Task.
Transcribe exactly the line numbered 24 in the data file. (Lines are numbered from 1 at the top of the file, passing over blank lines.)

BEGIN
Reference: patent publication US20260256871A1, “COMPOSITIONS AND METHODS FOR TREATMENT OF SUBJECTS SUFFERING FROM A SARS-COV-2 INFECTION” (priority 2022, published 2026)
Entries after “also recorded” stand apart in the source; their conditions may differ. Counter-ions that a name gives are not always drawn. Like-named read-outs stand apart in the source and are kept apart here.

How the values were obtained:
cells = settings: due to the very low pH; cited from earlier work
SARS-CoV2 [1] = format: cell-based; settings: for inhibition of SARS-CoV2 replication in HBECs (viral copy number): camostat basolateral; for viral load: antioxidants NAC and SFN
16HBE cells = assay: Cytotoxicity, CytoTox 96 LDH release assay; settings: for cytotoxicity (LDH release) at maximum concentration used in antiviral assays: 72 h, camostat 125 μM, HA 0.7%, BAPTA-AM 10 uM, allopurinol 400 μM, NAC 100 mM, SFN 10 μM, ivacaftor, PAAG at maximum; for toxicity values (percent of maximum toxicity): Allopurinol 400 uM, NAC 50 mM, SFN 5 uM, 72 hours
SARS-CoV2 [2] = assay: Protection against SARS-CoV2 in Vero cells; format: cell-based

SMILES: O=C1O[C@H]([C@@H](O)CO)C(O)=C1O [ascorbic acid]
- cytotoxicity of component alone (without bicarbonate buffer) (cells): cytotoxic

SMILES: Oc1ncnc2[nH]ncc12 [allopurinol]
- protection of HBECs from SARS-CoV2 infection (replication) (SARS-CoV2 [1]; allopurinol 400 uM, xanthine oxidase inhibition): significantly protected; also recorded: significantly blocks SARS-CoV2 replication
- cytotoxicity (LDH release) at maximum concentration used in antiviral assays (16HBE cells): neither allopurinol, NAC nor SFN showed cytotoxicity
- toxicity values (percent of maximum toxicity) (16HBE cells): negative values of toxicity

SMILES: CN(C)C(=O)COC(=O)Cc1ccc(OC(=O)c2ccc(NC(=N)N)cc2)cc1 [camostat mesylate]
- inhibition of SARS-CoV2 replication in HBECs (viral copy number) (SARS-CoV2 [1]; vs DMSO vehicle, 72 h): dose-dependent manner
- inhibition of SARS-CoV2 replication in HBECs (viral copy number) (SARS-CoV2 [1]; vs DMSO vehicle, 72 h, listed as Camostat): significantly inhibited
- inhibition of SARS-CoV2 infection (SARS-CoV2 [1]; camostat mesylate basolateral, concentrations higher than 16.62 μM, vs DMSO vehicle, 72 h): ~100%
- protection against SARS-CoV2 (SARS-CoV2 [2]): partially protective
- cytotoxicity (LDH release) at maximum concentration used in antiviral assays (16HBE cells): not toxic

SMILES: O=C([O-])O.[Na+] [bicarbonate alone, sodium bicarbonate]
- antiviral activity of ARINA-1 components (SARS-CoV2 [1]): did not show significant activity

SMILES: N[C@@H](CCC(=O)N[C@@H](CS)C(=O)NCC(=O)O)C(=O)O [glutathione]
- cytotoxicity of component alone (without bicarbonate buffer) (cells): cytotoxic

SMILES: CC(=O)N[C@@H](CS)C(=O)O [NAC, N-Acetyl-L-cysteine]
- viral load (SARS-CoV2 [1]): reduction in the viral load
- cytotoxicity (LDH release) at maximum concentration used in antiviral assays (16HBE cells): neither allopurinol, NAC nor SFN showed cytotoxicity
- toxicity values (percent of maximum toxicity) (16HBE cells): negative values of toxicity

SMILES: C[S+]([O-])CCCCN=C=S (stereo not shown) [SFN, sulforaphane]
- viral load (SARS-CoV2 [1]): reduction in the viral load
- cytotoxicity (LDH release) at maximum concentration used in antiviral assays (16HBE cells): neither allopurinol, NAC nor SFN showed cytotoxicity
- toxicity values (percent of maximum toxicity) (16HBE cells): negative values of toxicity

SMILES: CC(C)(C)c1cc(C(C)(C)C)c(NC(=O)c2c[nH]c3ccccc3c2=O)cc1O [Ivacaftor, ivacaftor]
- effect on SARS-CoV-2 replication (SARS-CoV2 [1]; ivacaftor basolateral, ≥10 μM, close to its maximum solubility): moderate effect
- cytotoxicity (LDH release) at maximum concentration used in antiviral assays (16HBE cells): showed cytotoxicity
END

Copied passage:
SMILES: CC(=O)N[C@@H](CS)C(=O)O [NAC, N-Acetyl-L-cysteine]